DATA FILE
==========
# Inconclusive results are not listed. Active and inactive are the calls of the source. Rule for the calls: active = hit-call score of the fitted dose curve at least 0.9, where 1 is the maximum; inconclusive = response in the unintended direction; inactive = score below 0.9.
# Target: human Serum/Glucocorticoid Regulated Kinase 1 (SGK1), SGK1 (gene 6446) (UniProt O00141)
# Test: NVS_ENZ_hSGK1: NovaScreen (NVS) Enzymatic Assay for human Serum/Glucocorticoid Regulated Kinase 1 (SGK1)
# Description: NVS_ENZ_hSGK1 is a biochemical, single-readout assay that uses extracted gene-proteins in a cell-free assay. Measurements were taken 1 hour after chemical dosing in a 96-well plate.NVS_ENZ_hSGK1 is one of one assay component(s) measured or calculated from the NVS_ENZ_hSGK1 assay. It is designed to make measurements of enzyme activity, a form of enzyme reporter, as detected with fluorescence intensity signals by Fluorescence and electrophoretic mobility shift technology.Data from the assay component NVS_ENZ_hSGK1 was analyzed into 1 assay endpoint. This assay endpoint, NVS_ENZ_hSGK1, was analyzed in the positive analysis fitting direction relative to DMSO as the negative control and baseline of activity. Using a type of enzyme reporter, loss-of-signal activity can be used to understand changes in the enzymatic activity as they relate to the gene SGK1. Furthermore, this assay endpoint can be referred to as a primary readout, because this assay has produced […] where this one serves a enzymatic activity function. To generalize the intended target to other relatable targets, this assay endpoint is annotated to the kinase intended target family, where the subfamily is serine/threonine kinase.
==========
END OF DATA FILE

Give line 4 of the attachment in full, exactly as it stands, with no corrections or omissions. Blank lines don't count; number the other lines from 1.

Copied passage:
# Description: NVS_ENZ_hSGK1 is a biochemical, single-readout assay that uses extracted gene-proteins in a cell-free assay. Measurements were taken 1 hour after chemical dosing in a 96-well plate.NVS_ENZ_hSGK1 is one of one assay component(s) measured or calculated from the NVS_ENZ_hSGK1 assay. It is designed to make measurements of enzyme activity, a form of enzyme reporter, as detected with fluorescence intensity signals by Fluorescence and electrophoretic mobility shift technology.Data from the assay component NVS_ENZ_hSGK1 was analyzed into 1 assay endpoint. This assay endpoint, NVS_ENZ_hSGK1, was analyzed in the positive analysis fitting direction relative to DMSO as the negative control and baseline of activity. Using a type of enzyme reporter, loss-of-signal activity can be used to understand changes in the enzymatic activity as they relate to the gene SGK1. Furthermore, this assay endpoint can be referred to as a primary readout, because this assay has produced […] where this one serves a enzymatic activity function. To generalize the intended target to other relatable targets, this assay endpoint is annotated to the kinase intended target family, where the subfamily is serine/threonine kinase.